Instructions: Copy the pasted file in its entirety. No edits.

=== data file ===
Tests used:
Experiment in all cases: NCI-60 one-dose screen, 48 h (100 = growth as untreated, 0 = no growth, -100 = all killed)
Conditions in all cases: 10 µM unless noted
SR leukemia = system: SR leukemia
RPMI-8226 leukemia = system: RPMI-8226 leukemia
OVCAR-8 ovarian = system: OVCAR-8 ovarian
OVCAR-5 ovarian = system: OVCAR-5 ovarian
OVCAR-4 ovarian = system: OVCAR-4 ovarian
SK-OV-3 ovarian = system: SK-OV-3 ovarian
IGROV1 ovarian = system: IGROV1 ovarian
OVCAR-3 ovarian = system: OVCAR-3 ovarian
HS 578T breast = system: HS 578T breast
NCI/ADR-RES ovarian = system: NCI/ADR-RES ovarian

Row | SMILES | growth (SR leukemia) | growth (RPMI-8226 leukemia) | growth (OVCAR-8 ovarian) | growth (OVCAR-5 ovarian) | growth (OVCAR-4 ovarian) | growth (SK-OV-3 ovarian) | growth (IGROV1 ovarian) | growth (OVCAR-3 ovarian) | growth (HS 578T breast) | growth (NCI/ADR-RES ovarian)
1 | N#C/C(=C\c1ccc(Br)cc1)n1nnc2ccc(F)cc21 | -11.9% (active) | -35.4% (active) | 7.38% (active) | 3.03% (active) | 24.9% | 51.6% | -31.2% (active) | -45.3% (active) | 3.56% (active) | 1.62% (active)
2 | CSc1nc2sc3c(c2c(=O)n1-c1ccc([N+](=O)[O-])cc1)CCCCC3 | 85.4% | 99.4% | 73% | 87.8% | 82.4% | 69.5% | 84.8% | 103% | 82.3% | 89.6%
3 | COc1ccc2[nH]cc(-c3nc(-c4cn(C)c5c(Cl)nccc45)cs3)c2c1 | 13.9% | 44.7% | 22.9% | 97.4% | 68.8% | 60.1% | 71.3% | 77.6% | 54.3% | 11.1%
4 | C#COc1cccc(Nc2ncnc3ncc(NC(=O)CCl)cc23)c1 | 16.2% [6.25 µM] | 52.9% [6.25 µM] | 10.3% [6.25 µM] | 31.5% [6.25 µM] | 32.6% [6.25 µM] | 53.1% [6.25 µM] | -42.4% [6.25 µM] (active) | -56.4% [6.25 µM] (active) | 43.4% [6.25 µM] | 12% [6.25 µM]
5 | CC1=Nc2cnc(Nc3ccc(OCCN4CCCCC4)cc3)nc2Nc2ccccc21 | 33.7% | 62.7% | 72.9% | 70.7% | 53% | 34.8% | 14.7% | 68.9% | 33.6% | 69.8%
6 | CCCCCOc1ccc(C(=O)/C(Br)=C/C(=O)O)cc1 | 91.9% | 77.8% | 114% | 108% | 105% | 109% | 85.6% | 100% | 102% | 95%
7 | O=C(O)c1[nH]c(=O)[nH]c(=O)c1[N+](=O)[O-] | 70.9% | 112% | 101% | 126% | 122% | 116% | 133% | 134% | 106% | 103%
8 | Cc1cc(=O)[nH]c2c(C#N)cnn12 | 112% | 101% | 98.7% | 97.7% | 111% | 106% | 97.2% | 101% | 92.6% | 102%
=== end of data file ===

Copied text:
Tests used:
Experiment in all cases: NCI-60 one-dose screen, 48 h (100 = growth as untreated, 0 = no growth, -100 = all killed)
Conditions in all cases: 10 µM unless noted
SR leukemia = system: SR leukemia
RPMI-8226 leukemia = system: RPMI-8226 leukemia
OVCAR-8 ovarian = system: OVCAR-8 ovarian
OVCAR-5 ovarian = system: OVCAR-5 ovarian
OVCAR-4 ovarian = system: OVCAR-4 ovarian
SK-OV-3 ovarian = system: SK-OV-3 ovarian
IGROV1 ovarian = system: IGROV1 ovarian
OVCAR-3 ovarian = system: OVCAR-3 ovarian
HS 578T breast = system: HS 578T breast
NCI/ADR-RES ovarian = system: NCI/ADR-RES ovarian

Row | SMILES | growth (SR leukemia) | growth (RPMI-8226 leukemia) | growth (OVCAR-8 ovarian) | growth (OVCAR-5 ovarian) | growth (OVCAR-4 ovarian) | growth (SK-OV-3 ovarian) | growth (IGROV1 ovarian) | growth (OVCAR-3 ovarian) | growth (HS 578T breast) | growth (NCI/ADR-RES ovarian)
1 | N#C/C(=C\c1ccc(Br)cc1)n1nnc2ccc(F)cc21 | -11.9% (active) | -35.4% (active) | 7.38% (active) | 3.03% (active) | 24.9% | 51.6% | -31.2% (active) | -45.3% (active) | 3.56% (active) | 1.62% (active)
2 | CSc1nc2sc3c(c2c(=O)n1-c1ccc([N+](=O)[O-])cc1)CCCCC3 | 85.4% | 99.4% | 73% | 87.8% | 82.4% | 69.5% | 84.8% | 103% | 82.3% | 89.6%
3 | COc1ccc2[nH]cc(-c3nc(-c4cn(C)c5c(Cl)nccc45)cs3)c2c1 | 13.9% | 44.7% | 22.9% | 97.4% | 68.8% | 60.1% | 71.3% | 77.6% | 54.3% | 11.1%
4 | C#COc1cccc(Nc2ncnc3ncc(NC(=O)CCl)cc23)c1 | 16.2% [6.25 µM] | 52.9% [6.25 µM] | 10.3% [6.25 µM] | 31.5% [6.25 µM] | 32.6% [6.25 µM] | 53.1% [6.25 µM] | -42.4% [6.25 µM] (active) | -56.4% [6.25 µM] (active) | 43.4% [6.25 µM] | 12% [6.25 µM]
5 | CC1=Nc2cnc(Nc3ccc(OCCN4CCCCC4)cc3)nc2Nc2ccccc21 | 33.7% | 62.7% | 72.9% | 70.7% | 53% | 34.8% | 14.7% | 68.9% | 33.6% | 69.8%
6 | CCCCCOc1ccc(C(=O)/C(Br)=C/C(=O)O)cc1 | 91.9% | 77.8% | 114% | 108% | 105% | 109% | 85.6% | 100% | 102% | 95%
7 | O=C(O)c1[nH]c(=O)[nH]c(=O)c1[N+](=O)[O-] | 70.9% | 112% | 101% | 126% | 122% | 116% | 133% | 134% | 106% | 103%
8 | Cc1cc(=O)[nH]c2c(C#N)cnn12 | 112% | 101% | 98.7% | 97.7% | 111% | 106% | 97.2% | 101% | 92.6% | 102%